I’m Anna Graham Hunter, and I want to help you achieve career happiness.
Changing careers is a big step, and if you’re going to trust someone to take you through the process, you probably want to hear their story.
So here’s mine:
Several years back, I was cruising along in my career, thinking I was doing OK. I’d worked my way up in politics and had landed what I thought was a pretty good job – bigger salary, better title than before.
Only, it wasn’t a good job, and everyone but me seemed to know it. I didn’t like or respect my new boss, and he clearly didn’t like or respect me, but I thought that if I could convince myself everything was OK, then it would be. Who knows how long I might have lasted in that job if my unhappiness had stayed just quiet enough for me to pretend it wasn’t there.
Then one day my boss screamed at me so loud I felt like I’d been punched in the gut, and that was it. I quit. Without any job lined up, I gave my notice and was gone in two weeks.
And that’s when I felt REALLY lost. Because I didn’t have a CLUE what to do next.
But here’s the thing: I was lucky.
Why? Because quitting that awful job made me vow that I would never let it happen again.
Never again would I take a job based on salary and title without paying attention to whether it was a good fit.
Never again would I coast along and NOT have my eye on what I was going to do next.
From then on, my work path was different. It was intentional.
It’s not like I instantly had a five- or ten-year plan (I still don’t).
But I realized that instead of letting my career happen to me, I needed to design it and create it. I needed to treat my career as a fascinating project that I’d continue to refine for the rest of my life.
I thought about what I wanted to do and how I wanted to grow. I assessed the hell out of myself and got feedback from everyone who would give it to me. I learned how to articulate my strengths. I built and expanded a network of wonderful people who helped get me where I am today, which is a mighty happy place.
Eventually I combined all of this passion and curiosity for careers with coaching skills and became a Professional Certified Coach.
So the funny thing is, I’m grateful to that horrible boss of years ago. Because who knows what kinds of jobs I would have settled for if I hadn’t been shocked out of complacency?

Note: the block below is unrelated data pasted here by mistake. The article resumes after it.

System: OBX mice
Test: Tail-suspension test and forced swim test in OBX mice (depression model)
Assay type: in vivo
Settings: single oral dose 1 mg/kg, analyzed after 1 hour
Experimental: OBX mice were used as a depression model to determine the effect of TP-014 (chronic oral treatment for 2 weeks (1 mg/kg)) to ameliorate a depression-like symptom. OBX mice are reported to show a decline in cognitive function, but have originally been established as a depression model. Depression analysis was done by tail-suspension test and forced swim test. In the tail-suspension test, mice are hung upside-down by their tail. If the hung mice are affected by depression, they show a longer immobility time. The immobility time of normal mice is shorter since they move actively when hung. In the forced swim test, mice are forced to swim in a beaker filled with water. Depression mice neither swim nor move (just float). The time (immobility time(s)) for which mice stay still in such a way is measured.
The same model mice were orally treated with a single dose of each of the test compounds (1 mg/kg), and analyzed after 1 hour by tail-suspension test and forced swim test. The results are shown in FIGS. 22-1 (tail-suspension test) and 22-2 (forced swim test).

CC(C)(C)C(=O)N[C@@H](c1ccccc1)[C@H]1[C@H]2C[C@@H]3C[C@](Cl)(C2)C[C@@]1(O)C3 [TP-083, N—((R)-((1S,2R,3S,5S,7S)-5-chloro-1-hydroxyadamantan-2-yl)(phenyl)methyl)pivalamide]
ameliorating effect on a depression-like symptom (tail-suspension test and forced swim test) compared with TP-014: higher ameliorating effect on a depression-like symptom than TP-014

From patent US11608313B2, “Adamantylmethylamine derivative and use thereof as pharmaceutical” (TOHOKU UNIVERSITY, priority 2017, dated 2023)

For those of you who want to read on, below is a description of the long and twisting path that’s led me to where I am today. My wish for everyone is to find career happiness and fulfillment without taking QUITE so many random turns as I did.
Grew up in Park Slope, Brooklyn. Attended Stuyvesant High School. Senior year worked as an intern on two movies, including “Death of a Salesman.” Although deeply in love with John Malkovich, decided the movie business wasn’t for me.
After majoring in two dead languages at Smith College, decided to annoy my professors by announcing that I wanted to become a carpenter. Attended carpentry camp for women.
First year out of college successfully found a job as a carpenter’s apprentice in Boston that lasted a month. Proceeded to work at a library and a bakery until I found my first meaningful job as an advocate at a domestic violence shelter. When that didn’t work out, attended bartending school.
Eager to escape Boston, applied to Teach For America in its first year and was assigned to teach middle school in New Orleans. Attended night classes at University of New Orleans to earn MFA in creative writing.
Deciding to try my hand at freelance writing, found a job teaching business communications as adjunct professor at Tulane, which was 1,000 times easier than teaching middle school and left me with plenty of time and energy to write.
Wrote about stargazing, backgammon, and weddings for Martha Stewart Living. Wrote monthly “Dive Report” for local magazine in which I reviewed my favorite bars. Reviewed books and wrote travel stories for the Times-Picayune. Spent a week on an off-shore oil rig and wrote about it for Louisiana Life.
Moved home to New York in search of steadier writing assignments, which didn’t happen. Volunteered on a big political campaign and decided to stay in politics and government for a while. Managed policy and communications for local elected officials and candidates.
Quit job with awful boss, had epiphany (see story above).
After months of floundering, found wonderful job at domestic violence agency, where I lobbied elected officials, managed press, and oversaw strategic planning.
Returned to Teach For America as a staff member and managed the placement and certification of 500 incoming teachers.
Decided I wanted to learn more about how to help organizations function more effectively and earned MS in Organizational Change Management at The New School.
After graduation, found happiest salaried position of my life as leadership consultant and executive coach at Memorial Sloan Kettering Cancer Center. Earned Professional Certified Coach (PCC) from the International Coach Federation.
Moved to Los Angeles. Devoted myself to helping others achieve Career Happiness.